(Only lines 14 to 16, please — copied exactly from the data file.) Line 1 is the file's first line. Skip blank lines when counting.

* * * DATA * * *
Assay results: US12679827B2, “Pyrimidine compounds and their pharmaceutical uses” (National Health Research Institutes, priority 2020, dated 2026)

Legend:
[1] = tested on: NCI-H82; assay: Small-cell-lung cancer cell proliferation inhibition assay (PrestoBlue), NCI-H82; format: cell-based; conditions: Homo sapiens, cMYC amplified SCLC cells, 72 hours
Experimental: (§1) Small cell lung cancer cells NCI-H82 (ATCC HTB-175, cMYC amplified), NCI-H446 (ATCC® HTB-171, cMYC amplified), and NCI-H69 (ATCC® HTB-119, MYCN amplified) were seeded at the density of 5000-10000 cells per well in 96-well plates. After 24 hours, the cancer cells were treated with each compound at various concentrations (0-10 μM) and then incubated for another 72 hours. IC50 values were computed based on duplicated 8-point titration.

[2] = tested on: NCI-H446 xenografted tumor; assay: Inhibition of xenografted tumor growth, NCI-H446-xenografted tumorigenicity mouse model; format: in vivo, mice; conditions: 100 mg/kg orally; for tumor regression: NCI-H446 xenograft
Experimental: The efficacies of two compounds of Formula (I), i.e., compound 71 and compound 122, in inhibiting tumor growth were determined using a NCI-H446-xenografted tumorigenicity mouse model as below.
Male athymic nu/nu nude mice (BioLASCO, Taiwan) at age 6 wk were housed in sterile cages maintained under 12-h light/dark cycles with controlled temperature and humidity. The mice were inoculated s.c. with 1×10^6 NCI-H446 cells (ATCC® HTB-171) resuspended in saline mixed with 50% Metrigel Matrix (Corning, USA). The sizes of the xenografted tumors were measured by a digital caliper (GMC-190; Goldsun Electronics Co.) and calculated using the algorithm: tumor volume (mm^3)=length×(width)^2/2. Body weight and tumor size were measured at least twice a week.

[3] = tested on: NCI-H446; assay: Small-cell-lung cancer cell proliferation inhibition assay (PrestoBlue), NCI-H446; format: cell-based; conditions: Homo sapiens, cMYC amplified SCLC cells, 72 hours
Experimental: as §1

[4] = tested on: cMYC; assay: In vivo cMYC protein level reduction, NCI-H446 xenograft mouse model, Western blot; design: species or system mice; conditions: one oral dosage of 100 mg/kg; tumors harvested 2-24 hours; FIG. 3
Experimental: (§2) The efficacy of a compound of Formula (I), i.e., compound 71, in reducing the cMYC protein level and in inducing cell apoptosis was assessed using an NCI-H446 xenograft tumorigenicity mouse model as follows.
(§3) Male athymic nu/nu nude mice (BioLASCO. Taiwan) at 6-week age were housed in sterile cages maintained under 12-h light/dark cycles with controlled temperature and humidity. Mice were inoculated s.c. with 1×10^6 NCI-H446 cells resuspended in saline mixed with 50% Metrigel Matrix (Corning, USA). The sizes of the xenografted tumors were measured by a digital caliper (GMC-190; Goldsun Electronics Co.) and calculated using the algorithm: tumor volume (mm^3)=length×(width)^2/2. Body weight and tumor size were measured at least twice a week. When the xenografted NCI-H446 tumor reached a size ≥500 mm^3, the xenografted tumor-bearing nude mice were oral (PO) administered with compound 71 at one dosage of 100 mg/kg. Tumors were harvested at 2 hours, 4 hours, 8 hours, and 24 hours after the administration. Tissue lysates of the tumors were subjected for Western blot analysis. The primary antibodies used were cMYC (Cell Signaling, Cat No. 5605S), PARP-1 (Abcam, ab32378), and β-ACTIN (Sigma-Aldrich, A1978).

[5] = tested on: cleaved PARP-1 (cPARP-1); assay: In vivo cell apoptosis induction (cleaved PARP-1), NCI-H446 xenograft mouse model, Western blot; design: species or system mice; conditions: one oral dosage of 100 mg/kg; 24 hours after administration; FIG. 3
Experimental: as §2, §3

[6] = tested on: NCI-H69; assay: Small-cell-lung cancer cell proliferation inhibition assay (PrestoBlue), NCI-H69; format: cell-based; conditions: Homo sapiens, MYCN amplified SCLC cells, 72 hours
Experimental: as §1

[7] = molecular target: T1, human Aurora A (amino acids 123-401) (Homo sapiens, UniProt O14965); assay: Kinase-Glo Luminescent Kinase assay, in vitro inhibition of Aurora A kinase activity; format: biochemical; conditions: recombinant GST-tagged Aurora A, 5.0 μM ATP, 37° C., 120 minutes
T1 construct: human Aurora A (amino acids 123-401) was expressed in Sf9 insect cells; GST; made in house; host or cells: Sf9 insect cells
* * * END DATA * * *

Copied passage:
Experimental: as §2, §3

[6] = tested on: NCI-H69; assay: Small-cell-lung cancer cell proliferation inhibition assay (PrestoBlue), NCI-H69; format: cell-based; conditions: Homo sapiens, MYCN amplified SCLC cells, 72 hours
Experimental: as §1